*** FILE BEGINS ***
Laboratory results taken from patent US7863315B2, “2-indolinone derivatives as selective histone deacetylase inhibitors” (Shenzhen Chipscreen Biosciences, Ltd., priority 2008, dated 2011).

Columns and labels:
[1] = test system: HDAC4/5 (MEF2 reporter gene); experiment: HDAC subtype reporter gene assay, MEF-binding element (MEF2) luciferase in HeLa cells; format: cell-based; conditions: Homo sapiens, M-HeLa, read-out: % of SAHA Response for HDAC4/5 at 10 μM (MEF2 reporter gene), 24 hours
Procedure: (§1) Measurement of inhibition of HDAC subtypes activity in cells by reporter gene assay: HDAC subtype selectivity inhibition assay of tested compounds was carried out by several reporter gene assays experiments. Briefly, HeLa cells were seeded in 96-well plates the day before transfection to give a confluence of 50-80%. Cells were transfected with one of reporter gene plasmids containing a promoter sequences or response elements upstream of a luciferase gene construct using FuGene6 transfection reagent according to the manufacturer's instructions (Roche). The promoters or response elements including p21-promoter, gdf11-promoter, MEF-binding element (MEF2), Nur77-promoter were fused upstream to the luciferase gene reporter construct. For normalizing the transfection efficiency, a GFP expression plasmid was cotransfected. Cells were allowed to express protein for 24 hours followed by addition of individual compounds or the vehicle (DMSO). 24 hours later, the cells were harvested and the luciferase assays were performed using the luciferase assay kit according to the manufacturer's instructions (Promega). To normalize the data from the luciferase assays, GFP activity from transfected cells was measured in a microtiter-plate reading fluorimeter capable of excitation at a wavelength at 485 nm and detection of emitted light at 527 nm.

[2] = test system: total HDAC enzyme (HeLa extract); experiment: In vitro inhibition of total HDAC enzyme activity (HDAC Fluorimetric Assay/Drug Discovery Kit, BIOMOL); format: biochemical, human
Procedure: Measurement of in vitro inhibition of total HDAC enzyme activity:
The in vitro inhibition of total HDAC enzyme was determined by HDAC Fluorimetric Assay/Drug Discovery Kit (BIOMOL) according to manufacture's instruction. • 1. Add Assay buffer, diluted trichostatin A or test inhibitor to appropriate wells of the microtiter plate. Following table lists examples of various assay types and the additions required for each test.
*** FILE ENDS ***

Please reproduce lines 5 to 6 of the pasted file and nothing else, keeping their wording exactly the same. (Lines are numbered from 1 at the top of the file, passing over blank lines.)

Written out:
[2] = test system: total HDAC enzyme (HeLa extract); experiment: In vitro inhibition of total HDAC enzyme activity (HDAC Fluorimetric Assay/Drug Discovery Kit, BIOMOL); format: biochemical, human
Procedure: Measurement of in vitro inhibition of total HDAC enzyme activity: